Long-thorn kiawe (Prosopis juliflora)
Considered very invasive and is on the Noxious Weed List.
- Different from common kiawe (Prosopis pallida), long thorn kiawe can grow as a rambling shrub or tree, and has 6 cm (2.5 in) long thorns (common kiawe grows into a tree and has thorns that are either absent or less than 3 cm (1 in) long.
- Native to Africa, introduction history is unknown, but first noted invading in 1978. Possibly introduced for agriculture or accidentally introduced.
- Grows in dense thickets and crowds out native coastal plants, prevents beach access
- Long, sturdy thorns able to pierce slippers, shoes and even truck tires.
- Produces thousands of seeds per year, which are carried by water and animals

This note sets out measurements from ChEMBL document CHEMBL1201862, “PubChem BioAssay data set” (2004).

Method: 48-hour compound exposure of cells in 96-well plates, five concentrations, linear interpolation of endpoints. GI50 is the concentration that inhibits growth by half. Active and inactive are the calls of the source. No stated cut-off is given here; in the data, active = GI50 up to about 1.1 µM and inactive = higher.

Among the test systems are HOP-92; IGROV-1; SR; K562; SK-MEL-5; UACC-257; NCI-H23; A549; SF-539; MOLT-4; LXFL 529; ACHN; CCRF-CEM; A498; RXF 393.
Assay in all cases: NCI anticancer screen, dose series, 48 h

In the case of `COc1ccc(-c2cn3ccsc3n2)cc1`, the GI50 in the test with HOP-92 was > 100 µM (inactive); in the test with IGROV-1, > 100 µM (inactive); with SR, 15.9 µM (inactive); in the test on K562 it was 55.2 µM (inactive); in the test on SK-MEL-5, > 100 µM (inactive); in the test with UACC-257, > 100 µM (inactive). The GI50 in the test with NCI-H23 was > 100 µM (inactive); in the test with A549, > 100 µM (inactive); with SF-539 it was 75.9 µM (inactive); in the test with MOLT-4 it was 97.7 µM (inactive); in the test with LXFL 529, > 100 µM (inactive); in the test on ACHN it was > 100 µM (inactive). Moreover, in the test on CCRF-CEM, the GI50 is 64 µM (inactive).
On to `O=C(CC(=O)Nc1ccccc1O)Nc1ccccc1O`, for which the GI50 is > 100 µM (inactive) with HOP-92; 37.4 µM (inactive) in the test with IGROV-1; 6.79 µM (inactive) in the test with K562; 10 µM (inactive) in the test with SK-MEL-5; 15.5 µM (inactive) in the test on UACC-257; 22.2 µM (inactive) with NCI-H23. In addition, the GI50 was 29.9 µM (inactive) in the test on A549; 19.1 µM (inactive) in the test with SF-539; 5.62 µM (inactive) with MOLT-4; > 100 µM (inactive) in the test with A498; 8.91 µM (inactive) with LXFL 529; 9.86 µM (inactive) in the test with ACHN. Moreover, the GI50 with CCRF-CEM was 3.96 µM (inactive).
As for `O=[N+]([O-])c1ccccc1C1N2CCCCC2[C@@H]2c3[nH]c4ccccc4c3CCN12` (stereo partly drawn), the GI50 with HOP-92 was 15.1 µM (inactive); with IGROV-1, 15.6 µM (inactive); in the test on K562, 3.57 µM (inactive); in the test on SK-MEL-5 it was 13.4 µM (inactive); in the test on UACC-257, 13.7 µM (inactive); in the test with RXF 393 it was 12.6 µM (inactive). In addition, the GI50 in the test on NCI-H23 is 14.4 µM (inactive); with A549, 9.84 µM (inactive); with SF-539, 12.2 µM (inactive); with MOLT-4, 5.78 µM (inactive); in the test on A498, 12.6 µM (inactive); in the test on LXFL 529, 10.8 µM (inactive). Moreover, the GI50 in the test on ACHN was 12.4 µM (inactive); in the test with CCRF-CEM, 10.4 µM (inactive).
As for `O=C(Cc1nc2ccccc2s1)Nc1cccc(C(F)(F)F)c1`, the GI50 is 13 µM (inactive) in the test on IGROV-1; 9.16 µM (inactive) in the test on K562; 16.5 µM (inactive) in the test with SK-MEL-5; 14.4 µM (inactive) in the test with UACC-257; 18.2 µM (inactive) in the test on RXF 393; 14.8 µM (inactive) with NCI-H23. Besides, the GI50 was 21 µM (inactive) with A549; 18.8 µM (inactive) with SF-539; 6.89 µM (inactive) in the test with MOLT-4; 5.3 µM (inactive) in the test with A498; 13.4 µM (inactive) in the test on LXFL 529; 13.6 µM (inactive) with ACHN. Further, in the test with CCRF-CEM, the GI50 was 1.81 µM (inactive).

- Despite its relative value as cattle fodder, it encroaches on pastureland where introduced (e.g. South America, Asia and Australia) and is considered a noxious weed.
- Kauai: Populations on the beaches of Mahaulepu, Barking Sands, and the area between Waimea Bridge and Kekaha. Populations also exist on Niihau. KISC is working with partners to control populations, although a large population on military property at the Pacific Missile Range Facility at Barking Sands remains inaccessible at this time.
- Oahu: Populations along the leeward coast and along canals from Kapalama to Waianae. Not considered eradicable by OISC, landowners are asked to control this pest wherever possible.
- Maui: None known.
- Molokai: One recent planting of a couple dozen plants found along property line at beach access to Papohaku Beach. Not currently a control target for MoMISC.
- Lanai: Presence/absence unknown.
- Kahoolawe: None known.
- Big Island: Presence/absence unknown.